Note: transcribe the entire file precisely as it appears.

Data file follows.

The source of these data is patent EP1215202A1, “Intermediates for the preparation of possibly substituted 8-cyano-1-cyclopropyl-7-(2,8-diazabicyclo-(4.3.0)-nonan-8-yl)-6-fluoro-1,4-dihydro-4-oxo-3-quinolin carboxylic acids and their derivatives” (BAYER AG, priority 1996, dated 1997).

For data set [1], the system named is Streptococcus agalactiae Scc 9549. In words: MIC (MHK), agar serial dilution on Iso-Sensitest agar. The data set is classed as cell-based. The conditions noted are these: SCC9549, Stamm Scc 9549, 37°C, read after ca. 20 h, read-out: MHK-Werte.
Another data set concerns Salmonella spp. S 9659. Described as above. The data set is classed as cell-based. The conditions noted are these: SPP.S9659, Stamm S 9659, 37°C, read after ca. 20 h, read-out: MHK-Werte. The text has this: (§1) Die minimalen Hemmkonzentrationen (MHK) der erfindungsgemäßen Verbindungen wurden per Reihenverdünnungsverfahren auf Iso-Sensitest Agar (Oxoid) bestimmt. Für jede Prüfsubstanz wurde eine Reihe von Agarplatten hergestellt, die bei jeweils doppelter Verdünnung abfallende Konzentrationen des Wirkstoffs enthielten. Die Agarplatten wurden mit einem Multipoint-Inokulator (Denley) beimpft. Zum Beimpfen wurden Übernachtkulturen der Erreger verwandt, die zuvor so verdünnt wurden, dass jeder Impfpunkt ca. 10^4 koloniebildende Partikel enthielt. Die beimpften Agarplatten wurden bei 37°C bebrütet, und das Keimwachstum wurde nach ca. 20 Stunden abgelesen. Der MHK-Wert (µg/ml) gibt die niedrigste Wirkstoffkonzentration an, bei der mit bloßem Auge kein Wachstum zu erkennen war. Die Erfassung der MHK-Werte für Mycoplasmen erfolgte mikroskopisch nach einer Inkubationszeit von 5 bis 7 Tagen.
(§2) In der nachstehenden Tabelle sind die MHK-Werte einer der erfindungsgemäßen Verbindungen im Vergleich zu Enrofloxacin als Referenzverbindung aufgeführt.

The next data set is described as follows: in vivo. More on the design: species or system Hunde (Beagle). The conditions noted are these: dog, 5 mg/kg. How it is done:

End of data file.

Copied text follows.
The source of these data is patent EP1215202A1, “Intermediates for the preparation of possibly substituted 8-cyano-1-cyclopropyl-7-(2,8-diazabicyclo-(4.3.0)-nonan-8-yl)-6-fluoro-1,4-dihydro-4-oxo-3-quinolin carboxylic acids and their derivatives” (BAYER AG, priority 1996, dated 1997).

For data set [1], the system named is Streptococcus agalactiae Scc 9549. In words: MIC (MHK), agar serial dilution on Iso-Sensitest agar. The data set is classed as cell-based. The conditions noted are these: SCC9549, Stamm Scc 9549, 37°C, read after ca. 20 h, read-out: MHK-Werte.
Another data set concerns Salmonella spp. S 9659. Described as above. The data set is classed as cell-based. The conditions noted are these: SPP.S9659, Stamm S 9659, 37°C, read after ca. 20 h, read-out: MHK-Werte. The text has this: (§1) Die minimalen Hemmkonzentrationen (MHK) der erfindungsgemäßen Verbindungen wurden per Reihenverdünnungsverfahren auf Iso-Sensitest Agar (Oxoid) bestimmt. Für jede Prüfsubstanz wurde eine Reihe von Agarplatten hergestellt, die bei jeweils doppelter Verdünnung abfallende Konzentrationen des Wirkstoffs enthielten. Die Agarplatten wurden mit einem Multipoint-Inokulator (Denley) beimpft. Zum Beimpfen wurden Übernachtkulturen der Erreger verwandt, die zuvor so verdünnt wurden, dass jeder Impfpunkt ca. 10^4 koloniebildende Partikel enthielt. Die beimpften Agarplatten wurden bei 37°C bebrütet, und das Keimwachstum wurde nach ca. 20 Stunden abgelesen. Der MHK-Wert (µg/ml) gibt die niedrigste Wirkstoffkonzentration an, bei der mit bloßem Auge kein Wachstum zu erkennen war. Die Erfassung der MHK-Werte für Mycoplasmen erfolgte mikroskopisch nach einer Inkubationszeit von 5 bis 7 Tagen.
(§2) In der nachstehenden Tabelle sind die MHK-Werte einer der erfindungsgemäßen Verbindungen im Vergleich zu Enrofloxacin als Referenzverbindung aufgeführt.

The next data set is described as follows: in vivo. More on the design: species or system Hunde (Beagle). The conditions noted are these: dog, 5 mg/kg. How it is done: